Therapeutic potential of biosimilars in dermatology
Binod K Khaitan
Department of Dermatology and Venereology, All India Institute of Medical Sciences, Ansari Nagar, New Delhi - 110 029
|How to cite this article:
Gupta V, Khaitan BK. Therapeutic potential of biosimilars in dermatology. Indian J Dermatol Venereol Leprol 2015;81:451-456
AbstractThe introduction of biologic therapy has revolutionized the treatment of many chronic diseases, including several dermatological disorders. Biological agents promise to satisfy medical needs previously unmet by conventional medicines. Unfortunately, these agents are expensive and out of reach for the majority of patients who need them. Biosimilars are copies of the innovator biological agents and represent an important advance in the field of biological therapeutics. Although they are similar to the original biologic, differences in terms of structure, efficacy, safety and immunogenicity remain a concern. Thus, biosimilars cannot be regarded as bio-generics. Awareness of the key differences between a biosimilar and its reference biological agent is essential for optimal treatment and safety of patients. The increasing availability of biosimilars provides patients and doctors with less expensive alternatives and increases the accessibility of biologic therapy to needy patients. In this review, we discuss the concept of biosimilars, the need for appropriate regulatory pathways and their current status in dermatology.
The introduction of biologics has produced a paradigm shift in the management of many chronic skin diseases. The US Food and Drug Administration (FDA) Centre for Biologics Evaluation and Research defines "biologics" as therapeutic agents derived from any living material (microbe, plant, animal or human) which mimic or block the function of naturally occurring proteins.  Advances in the understanding of the basis of several recalcitrant dermatologic diseases have led to the successful use of many biologics such as etanercept, adalimumab, infliximab, rituximab and interleukins in these conditions. Although biologic agents have proven to be effective when conventional treatments fail or cannot be given, their high cost has so far limited access. Thus, there is a need for less expensive biological agents, and this has led to the development of "biosimilars."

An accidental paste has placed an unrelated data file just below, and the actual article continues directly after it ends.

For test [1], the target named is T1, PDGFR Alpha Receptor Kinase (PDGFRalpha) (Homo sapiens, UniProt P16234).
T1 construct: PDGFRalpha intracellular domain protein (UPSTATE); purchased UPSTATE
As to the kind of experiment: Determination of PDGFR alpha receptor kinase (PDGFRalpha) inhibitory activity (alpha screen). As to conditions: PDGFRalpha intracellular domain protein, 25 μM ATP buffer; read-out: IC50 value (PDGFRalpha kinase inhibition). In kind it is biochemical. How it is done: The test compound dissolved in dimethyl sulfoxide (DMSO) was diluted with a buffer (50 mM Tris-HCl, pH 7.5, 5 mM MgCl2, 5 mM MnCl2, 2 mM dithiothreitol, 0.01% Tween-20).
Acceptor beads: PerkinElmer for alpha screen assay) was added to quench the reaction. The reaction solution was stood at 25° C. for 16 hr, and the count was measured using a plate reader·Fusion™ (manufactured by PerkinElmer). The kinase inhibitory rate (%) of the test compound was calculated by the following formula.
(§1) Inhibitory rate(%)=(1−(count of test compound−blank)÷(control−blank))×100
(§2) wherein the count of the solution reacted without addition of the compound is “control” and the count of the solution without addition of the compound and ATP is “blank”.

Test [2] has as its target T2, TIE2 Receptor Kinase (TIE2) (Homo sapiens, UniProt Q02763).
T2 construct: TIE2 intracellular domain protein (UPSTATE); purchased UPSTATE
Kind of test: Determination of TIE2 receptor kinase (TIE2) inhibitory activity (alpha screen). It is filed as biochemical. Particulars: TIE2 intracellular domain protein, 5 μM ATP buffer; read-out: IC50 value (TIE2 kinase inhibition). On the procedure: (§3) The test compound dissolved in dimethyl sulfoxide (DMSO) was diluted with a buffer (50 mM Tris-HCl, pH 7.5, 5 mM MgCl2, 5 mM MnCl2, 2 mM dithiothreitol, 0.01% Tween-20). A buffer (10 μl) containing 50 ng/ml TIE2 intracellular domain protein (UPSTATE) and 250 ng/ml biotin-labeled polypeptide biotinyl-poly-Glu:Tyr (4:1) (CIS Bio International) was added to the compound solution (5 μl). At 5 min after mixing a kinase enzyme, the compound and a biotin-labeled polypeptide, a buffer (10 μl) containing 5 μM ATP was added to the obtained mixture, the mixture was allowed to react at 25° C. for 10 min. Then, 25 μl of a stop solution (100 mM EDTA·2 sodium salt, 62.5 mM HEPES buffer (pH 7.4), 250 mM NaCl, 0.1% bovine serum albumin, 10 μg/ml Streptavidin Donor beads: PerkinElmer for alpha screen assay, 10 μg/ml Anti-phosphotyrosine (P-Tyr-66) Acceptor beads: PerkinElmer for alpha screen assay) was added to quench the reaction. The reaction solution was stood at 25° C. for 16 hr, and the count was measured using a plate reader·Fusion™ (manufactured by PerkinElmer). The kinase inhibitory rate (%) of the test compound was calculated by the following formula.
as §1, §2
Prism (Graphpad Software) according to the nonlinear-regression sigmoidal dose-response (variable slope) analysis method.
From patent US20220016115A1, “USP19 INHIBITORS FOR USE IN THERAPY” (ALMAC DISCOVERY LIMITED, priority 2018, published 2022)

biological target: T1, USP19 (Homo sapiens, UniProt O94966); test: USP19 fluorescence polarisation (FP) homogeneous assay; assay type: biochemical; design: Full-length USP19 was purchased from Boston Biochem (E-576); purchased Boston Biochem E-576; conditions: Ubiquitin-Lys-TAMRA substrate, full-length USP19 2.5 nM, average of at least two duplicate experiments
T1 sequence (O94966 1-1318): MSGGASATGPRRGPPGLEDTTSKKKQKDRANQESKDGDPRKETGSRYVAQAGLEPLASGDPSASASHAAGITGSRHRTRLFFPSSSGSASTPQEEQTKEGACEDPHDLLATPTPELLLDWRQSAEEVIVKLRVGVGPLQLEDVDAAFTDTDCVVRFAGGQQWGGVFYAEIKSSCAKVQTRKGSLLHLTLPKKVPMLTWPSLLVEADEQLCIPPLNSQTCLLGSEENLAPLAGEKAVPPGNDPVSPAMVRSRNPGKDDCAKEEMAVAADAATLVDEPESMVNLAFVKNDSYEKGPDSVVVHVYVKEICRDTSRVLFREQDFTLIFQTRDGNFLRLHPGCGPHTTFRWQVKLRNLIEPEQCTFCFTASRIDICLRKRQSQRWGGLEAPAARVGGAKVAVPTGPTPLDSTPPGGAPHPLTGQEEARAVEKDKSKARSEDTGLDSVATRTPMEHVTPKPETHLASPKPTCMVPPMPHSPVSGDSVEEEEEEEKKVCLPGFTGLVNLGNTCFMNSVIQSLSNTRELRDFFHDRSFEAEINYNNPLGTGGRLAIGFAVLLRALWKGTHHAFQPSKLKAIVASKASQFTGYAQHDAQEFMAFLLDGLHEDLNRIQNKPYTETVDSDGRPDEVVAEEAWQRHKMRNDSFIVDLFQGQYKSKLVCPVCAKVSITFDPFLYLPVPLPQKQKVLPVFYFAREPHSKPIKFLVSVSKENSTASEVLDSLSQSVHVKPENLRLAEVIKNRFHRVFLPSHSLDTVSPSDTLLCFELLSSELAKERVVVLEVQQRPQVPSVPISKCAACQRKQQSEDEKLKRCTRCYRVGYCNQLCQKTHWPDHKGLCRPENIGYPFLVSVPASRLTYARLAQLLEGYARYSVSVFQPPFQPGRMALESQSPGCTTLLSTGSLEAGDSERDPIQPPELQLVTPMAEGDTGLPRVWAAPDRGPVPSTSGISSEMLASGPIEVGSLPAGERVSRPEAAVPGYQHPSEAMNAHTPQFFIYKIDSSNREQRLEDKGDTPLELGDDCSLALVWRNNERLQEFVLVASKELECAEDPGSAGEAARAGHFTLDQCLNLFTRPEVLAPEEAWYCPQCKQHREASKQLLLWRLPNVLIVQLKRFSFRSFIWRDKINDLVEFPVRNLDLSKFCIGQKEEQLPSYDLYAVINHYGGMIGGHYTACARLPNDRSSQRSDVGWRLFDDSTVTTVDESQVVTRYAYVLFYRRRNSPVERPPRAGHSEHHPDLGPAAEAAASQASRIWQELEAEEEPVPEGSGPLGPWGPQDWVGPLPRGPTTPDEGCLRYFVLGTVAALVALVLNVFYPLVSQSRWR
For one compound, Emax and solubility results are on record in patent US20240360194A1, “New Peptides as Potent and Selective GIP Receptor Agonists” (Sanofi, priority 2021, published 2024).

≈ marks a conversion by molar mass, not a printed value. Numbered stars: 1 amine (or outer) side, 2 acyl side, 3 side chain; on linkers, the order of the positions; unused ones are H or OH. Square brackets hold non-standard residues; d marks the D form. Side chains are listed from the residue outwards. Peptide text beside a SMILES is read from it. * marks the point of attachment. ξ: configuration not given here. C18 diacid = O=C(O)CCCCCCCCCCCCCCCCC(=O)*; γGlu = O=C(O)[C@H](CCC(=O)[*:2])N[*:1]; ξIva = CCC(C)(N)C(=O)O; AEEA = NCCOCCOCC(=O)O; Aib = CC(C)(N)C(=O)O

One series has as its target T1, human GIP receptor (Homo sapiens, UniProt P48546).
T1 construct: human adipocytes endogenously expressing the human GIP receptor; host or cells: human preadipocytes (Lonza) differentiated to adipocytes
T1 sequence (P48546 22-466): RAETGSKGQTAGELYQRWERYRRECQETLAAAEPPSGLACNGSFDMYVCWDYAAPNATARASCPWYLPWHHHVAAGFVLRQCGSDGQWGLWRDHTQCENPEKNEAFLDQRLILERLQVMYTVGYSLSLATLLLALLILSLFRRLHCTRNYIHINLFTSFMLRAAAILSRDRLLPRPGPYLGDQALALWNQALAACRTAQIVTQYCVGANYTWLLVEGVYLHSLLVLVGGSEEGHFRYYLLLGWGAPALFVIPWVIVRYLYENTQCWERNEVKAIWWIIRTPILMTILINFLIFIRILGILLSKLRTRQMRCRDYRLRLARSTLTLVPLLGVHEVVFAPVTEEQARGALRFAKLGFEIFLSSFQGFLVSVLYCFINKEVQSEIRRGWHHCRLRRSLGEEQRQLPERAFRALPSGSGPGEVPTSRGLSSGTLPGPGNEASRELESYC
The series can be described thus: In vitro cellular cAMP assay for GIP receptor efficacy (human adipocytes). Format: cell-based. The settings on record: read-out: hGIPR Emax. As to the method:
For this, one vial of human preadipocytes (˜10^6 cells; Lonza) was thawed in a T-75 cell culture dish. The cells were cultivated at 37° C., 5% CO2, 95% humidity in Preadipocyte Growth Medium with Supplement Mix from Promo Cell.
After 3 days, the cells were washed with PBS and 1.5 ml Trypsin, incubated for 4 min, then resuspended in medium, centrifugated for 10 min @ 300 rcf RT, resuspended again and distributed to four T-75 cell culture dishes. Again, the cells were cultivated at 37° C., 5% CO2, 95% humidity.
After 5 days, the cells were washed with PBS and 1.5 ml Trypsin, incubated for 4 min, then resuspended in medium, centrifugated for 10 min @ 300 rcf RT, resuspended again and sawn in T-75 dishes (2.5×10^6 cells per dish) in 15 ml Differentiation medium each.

What are Biosimilars?
The term "biosimilar" has been defined by various agencies [Table - 1]. ,, Essentially, a "biosimilar" is a biological agent similar to an already approved or licensed-for-use biological medicine, also known as the "reference product." By definition, a biosimilar will have a similar safety and efficacy profile as its reference product and is generally used to treat the same conditions. Biosimilars are also known as "follow-on biologics" in the USA and "subsequent entry biologics" in Canada. ,
Biosimilar or Biogeneric?
Generic drugs are a copy of the original molecule. By the same analogy, biosimilars may be considered as biogenerics, as they are copies of the original biological agent. However, unlike chemical generics, biosimilars are only similar to, but not an exact replica of the original drug. The manufacture of biologics and biosimilars is very complex, with many steps being involved. Slight variations in the manufacturing process during the production of biosimilars may create a final product not exactly identical to the biologic.  Every step of the manufacturing process, from the selection of host cell lines to purification systems, protein sequencing and post-translational modifications may change the structure of the biosimilar relative to the original biologic.  Thus, even though biosimilars may be regarded as the biological equivalent of chemical generic drugs, differences exist, and these are summarized in [Table - 2].
Regulatory Framework concerning Biosimilars